Peter Mayhew (the actor who played cute Chewbacca in the Star Wars films) who sadly passed away on April 30th aged 74 will be missed by millions. The 7ft 3in larger than life character had brought Chewbacca to life since 1977 until recent years. Most were transfixed on Chewbacca and many did not know that Peter had Marfan Syndrome.
This, the most common connective tissue disorder, still is relatively unknown to the general population. It can affect the heart, eyes, lungs, blood vessels, joints, bones, ligaments, skin and any connective tissue in the body. Some with Marfan’s go on to live a life unaffected whereas others have a multitude of complications throughout life. The Skeletal system in those with Marfan Syndrome is usually affected in one way or another and this is one of the signs that is usually picked up by medical staff.
Throughout history there have been many people in the public eye that have had Marfan Syndrome. From presidents to musicians, sports personalities to actors, each one has found their own place in history and usually for the right reasons. Composer and pianist Sergei Rachmaninov and violinist Niccolo Paganini were both believed to have Marfan Syndrome which meant that their supply long fingers could be used to their advantage to create such beautiful masterpieces. The actor Vincent Schiavelli (from ‘One Flew Over the Cuckoo Nest’) was a member of the National Marfan Foundation that supports people with the syndrome, before his death from a collapsed lung. Abraham Lincoln was never officially diagnosed but many believed that he also had the condition.
Isaiah Austin the American Professional Basketball player uses his height to his advantage in the game and after a small break in his career post diagnosis, he was cleared to play again. 6’5” Flo Flyman, the American Professional Volleyball player was at her peak when she sadly passed away during a game due to complications from Marfan Syndrome that she was unaware that she had. Many professionals in the sporting field go undiagnosed which can have a devastating affect due to the implications of cardiac involvement.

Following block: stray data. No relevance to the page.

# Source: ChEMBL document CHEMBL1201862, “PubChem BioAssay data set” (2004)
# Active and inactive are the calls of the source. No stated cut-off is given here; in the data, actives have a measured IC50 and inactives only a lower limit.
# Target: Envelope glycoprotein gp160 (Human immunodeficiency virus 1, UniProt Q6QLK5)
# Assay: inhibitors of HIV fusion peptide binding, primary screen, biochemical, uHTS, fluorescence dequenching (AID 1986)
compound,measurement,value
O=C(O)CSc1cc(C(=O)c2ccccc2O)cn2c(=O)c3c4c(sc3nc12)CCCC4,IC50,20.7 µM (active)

With life expectancy of someone diagnosed with Marfan Syndrome increased over the last few decades due to medical monitoring and advances in medicine, they are now in line with the general population. The key though however is early diagnoses and early monitoring which is still not happening as much as it should. With correct medical care, individuals with Marfan Syndrome can live out their lives doing exactly what they were born to do and bring joy to the masses.
R.I.P. Peter Mayhew and all the other talented souls with Marfan Syndrome that have left their larger than life footprints on this world. You inspire the rest of us Marf’s to keep following our dreams.